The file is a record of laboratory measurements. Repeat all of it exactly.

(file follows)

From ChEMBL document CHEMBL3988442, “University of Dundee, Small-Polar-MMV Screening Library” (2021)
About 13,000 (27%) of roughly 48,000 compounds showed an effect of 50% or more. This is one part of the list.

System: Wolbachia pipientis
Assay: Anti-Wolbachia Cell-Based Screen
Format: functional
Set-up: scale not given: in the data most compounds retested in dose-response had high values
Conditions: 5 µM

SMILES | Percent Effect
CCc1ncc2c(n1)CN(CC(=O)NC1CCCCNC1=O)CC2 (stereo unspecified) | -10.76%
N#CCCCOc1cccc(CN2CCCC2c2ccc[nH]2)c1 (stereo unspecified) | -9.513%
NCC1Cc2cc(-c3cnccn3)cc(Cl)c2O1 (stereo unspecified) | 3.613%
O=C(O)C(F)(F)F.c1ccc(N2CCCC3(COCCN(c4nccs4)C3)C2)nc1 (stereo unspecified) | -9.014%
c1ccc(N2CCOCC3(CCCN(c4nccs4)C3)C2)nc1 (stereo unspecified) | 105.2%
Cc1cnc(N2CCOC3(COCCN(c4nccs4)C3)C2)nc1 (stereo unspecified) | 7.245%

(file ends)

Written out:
From ChEMBL document CHEMBL3988442, “University of Dundee, Small-Polar-MMV Screening Library” (2021)
About 13,000 (27%) of roughly 48,000 compounds showed an effect of 50% or more. This is one part of the list.

System: Wolbachia pipientis
Assay: Anti-Wolbachia Cell-Based Screen
Format: functional
Set-up: scale not given: in the data most compounds retested in dose-response had high values
Conditions: 5 µM

SMILES | Percent Effect
CCc1ncc2c(n1)CN(CC(=O)NC1CCCCNC1=O)CC2 (stereo unspecified) | -10.76%
N#CCCCOc1cccc(CN2CCCC2c2ccc[nH]2)c1 (stereo unspecified) | -9.513%
NCC1Cc2cc(-c3cnccn3)cc(Cl)c2O1 (stereo unspecified) | 3.613%
O=C(O)C(F)(F)F.c1ccc(N2CCCC3(COCCN(c4nccs4)C3)C2)nc1 (stereo unspecified) | -9.014%
c1ccc(N2CCOCC3(CCCN(c4nccs4)C3)C2)nc1 (stereo unspecified) | 105.2%
Cc1cnc(N2CCOC3(COCCN(c4nccs4)C3)C2)nc1 (stereo unspecified) | 7.245%